New York Heart Association functional class predicts exercise parameters in the current era.
BACKGROUND: The New York Heart Association (NYHA) functional class is a subjective estimate of a patient's functional ability based on symptoms that do not always correlate with the objective estimate of functional capacity, peak oxygen consumption (peak V(O2)). In addition, relationships between these 2 measurements have not been examined in the current medical era when patients are using beta-blockers, aldosterone antagonists, and cardiac resynchronization therapy (CRT). Using baseline data from the HF-ACTION (Heart Failure and A Controlled Trial Investigating Outcomes of Exercise TraiNing) study, we examined this relationship. METHODS: One thousand seven hundred fifty-eight patients underwent a symptom-limited metabolic stress test and stopped exercise due to dyspnea or fatigue. The relationship between NYHA functional class and peak V(O2) was examined. In addition, the effects of beta-blockers, aldosterone antagonists, and CRT therapy on these relationships were compared. RESULTS: The NYHA II patients have a significantly higher peak Vo(2) (16.1 +/- 4.6 vs 13.0 +/- 4.2 mL/kg per minute), a lower ventilation (Ve)/V(CO2) slope (32.8 +/- 7.7 vs 36.8 +/- 10.4), and a longer duration of exercise (11.0 +/- 3.9 vs 8.0 +/- 3.4 minutes) than NYHA III/IV patients. Within each functional class, there was no difference in any of the exercise parameters between patients on or off of beta-blockers, aldosterone antagonists, or CRT therapy. Finally, with increasing age, a significant difference in peak Vo(2), Ve/V(CO2) slope, and exercise time was found. CONCLUSION: For patients being treated with current medical therapy, there still is a difference in true functional capacity between NYHA functional class II and III/IV patients. However, within each NYHA functional class, the presence or absence or contemporary heart failure therapies does not alter exercise parameters.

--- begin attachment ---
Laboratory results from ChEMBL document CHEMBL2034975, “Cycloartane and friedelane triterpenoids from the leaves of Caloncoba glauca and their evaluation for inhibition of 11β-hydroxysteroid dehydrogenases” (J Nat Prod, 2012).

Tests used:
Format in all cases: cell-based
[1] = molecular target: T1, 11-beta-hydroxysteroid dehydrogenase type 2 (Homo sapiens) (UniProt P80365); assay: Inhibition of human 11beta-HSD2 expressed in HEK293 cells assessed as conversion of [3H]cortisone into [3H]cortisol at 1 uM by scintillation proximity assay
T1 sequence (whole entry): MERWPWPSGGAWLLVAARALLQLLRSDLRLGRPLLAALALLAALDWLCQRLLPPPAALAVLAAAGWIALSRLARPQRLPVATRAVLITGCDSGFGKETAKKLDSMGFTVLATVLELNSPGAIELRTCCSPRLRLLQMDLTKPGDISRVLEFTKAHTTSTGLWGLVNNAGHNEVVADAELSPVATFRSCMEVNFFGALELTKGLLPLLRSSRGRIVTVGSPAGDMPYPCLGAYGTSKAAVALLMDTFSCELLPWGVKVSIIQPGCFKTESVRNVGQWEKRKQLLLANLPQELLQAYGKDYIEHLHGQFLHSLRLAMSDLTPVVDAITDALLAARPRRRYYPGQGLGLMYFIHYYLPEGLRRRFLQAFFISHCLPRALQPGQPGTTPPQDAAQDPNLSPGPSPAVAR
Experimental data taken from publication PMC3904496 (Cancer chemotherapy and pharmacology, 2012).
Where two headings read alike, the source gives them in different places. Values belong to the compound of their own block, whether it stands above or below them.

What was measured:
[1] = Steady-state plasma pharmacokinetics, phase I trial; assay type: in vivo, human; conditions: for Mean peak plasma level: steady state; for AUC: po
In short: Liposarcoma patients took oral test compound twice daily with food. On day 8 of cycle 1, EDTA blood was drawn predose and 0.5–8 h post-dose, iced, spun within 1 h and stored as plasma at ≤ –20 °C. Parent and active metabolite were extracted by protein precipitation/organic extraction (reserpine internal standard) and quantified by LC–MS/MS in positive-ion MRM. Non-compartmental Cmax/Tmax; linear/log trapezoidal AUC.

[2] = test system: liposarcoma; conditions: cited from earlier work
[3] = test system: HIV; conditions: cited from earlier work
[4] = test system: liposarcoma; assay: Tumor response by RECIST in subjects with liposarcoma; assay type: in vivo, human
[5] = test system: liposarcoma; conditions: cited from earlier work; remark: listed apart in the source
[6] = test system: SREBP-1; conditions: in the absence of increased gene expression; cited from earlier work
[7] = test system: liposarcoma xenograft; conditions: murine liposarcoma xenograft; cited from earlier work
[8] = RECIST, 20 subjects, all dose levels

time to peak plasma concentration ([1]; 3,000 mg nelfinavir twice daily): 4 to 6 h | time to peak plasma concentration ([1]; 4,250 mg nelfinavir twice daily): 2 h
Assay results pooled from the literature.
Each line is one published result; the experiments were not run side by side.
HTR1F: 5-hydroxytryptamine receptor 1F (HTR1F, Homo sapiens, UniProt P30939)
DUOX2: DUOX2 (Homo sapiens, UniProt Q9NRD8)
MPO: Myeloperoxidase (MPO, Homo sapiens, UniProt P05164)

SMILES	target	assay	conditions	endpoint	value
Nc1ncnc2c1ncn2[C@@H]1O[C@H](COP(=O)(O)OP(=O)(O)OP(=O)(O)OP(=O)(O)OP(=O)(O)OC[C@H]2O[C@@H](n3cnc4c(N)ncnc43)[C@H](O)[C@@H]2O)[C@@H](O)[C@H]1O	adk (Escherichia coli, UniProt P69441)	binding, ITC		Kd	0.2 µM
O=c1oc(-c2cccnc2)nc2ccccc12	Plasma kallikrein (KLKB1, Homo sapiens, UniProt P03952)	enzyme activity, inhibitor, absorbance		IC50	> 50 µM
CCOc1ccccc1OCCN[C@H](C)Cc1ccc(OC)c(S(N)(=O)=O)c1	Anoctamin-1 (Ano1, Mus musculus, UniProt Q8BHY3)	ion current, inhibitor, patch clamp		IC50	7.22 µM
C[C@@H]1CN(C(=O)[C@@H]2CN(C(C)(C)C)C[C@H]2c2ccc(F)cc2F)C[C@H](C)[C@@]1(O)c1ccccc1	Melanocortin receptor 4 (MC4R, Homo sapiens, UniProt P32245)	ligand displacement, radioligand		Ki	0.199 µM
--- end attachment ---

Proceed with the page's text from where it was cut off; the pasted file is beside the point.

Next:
Russell, SD; Saval, MA; Robbins, JL; Ellestad, MH; Gottlieb, SS; Handberg, EM; Zhou, Y; Chandler, B; HF-ACTION Investigators,
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